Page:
On November 14, 1913, Vinayak Damodar Savarkar, detained then in the Cellular Jail, Andamans, handed over a petition to Home Member, Sir Reginald H Craddock, then on his visit to the jail, wherein he held: “Now, no man having the good of India and humanity at heart will blindly step on the thorny paths which in the excited and hopeless situation of India in 1906-1907 beguiled us from the path of peace and progress.” Savarkar had sent in an appeal earlier in 1911 and would send three more in 1914, 1918 and 1920.
The one he had handed over to Sir Craddock in November 1911 is reproduced among a large number of records pertaining to the prisoners held in the Cellular Jail in the early decades of the twentieth century by R C Majumdar in a 1975 publication.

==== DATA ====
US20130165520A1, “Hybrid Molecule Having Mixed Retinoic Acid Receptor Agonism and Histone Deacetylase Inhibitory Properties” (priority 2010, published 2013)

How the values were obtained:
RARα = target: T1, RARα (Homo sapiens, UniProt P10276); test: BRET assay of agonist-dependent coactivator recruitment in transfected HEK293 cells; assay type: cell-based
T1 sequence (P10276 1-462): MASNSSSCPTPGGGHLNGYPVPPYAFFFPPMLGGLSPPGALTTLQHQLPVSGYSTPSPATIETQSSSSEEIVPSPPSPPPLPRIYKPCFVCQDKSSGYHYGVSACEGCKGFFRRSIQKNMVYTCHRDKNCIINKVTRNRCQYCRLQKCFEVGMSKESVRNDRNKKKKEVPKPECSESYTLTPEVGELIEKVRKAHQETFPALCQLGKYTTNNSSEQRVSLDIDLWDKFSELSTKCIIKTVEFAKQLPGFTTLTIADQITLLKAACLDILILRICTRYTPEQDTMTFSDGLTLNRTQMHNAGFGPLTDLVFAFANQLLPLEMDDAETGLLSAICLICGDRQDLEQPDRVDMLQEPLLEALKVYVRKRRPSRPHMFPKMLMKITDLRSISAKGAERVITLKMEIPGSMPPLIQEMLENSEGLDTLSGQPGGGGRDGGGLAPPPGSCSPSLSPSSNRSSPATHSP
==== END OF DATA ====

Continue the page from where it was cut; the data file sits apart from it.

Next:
Savarkar was convicted on the charge of having aided Madan Lal Dhingra, the one who shot dead Sir William Curzon Wyllie who had earned notoriety for acts during his long years in India as a British army officer and, for assisting Anant Kanhere in killing of the District Magistrate and Collector of Nasik, A M T Jackson on December 29, 1909. Savarkar was sent to India to face trial; he had escaped, jumping ship at Marseilles, only to be caught again—a summary trial after landing on Indian shores took him to the Cellular Jail. The conviction was spelt out on December 14, 1910 and he was held in the Andamans until April 1921 when he was shifted to the Ratnagiri prison and later to the Yerwada Central Jail. He was finally released on 6 January 1924.